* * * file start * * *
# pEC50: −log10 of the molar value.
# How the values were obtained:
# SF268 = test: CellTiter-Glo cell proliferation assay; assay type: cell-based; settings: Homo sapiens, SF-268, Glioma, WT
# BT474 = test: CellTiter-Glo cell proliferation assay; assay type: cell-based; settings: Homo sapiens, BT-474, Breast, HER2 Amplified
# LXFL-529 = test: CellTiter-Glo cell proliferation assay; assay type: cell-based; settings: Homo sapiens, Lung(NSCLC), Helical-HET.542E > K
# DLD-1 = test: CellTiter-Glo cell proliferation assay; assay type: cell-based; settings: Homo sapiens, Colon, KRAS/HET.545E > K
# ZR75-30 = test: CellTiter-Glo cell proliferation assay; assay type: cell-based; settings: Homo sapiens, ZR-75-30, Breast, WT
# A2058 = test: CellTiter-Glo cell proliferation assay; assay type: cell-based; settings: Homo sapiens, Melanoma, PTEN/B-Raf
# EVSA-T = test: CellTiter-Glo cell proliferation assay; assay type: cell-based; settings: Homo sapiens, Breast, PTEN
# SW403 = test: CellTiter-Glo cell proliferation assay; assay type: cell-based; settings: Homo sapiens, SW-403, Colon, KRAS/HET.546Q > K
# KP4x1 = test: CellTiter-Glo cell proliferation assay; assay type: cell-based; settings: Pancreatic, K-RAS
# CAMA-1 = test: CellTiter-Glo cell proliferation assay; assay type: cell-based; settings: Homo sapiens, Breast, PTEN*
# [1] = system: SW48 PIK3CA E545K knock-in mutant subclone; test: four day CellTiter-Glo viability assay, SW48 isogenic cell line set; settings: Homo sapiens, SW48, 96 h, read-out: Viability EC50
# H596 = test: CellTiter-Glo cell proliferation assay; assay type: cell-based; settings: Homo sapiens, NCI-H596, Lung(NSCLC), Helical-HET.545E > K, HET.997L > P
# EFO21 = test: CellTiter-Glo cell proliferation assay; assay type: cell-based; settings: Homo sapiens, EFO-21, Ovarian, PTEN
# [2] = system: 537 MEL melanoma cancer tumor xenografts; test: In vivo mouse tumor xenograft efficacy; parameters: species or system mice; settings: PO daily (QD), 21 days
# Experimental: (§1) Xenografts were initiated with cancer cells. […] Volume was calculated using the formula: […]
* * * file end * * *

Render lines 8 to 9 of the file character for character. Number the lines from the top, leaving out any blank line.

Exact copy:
# A2058 = test: CellTiter-Glo cell proliferation assay; assay type: cell-based; settings: Homo sapiens, Melanoma, PTEN/B-Raf
# EVSA-T = test: CellTiter-Glo cell proliferation assay; assay type: cell-based; settings: Homo sapiens, Breast, PTEN